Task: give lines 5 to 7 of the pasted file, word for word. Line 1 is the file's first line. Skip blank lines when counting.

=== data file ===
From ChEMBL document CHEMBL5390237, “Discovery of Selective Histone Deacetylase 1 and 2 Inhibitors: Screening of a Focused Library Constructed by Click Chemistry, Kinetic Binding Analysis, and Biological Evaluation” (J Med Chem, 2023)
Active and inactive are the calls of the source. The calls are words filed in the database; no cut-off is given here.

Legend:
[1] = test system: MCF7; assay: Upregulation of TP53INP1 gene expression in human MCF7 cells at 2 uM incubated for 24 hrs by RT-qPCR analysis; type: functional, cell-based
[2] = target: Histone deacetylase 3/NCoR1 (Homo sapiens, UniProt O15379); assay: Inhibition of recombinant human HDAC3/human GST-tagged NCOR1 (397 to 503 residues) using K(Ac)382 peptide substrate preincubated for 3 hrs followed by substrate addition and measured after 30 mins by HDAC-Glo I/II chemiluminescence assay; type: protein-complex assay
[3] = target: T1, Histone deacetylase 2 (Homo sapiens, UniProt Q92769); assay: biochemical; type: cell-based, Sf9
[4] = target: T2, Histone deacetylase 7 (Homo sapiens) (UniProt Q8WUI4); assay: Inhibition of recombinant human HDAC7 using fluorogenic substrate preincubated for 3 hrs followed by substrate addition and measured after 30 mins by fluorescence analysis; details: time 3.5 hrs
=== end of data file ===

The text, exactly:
[2] = target: Histone deacetylase 3/NCoR1 (Homo sapiens, UniProt O15379); assay: Inhibition of recombinant human HDAC3/human GST-tagged NCOR1 (397 to 503 residues) using K(Ac)382 peptide substrate preincubated for 3 hrs followed by substrate addition and measured after 30 mins by HDAC-Glo I/II chemiluminescence assay; type: protein-complex assay
[3] = target: T1, Histone deacetylase 2 (Homo sapiens, UniProt Q92769); assay: biochemical; type: cell-based, Sf9
[4] = target: T2, Histone deacetylase 7 (Homo sapiens) (UniProt Q8WUI4); assay: Inhibition of recombinant human HDAC7 using fluorogenic substrate preincubated for 3 hrs followed by substrate addition and measured after 30 mins by fluorescence analysis; details: time 3.5 hrs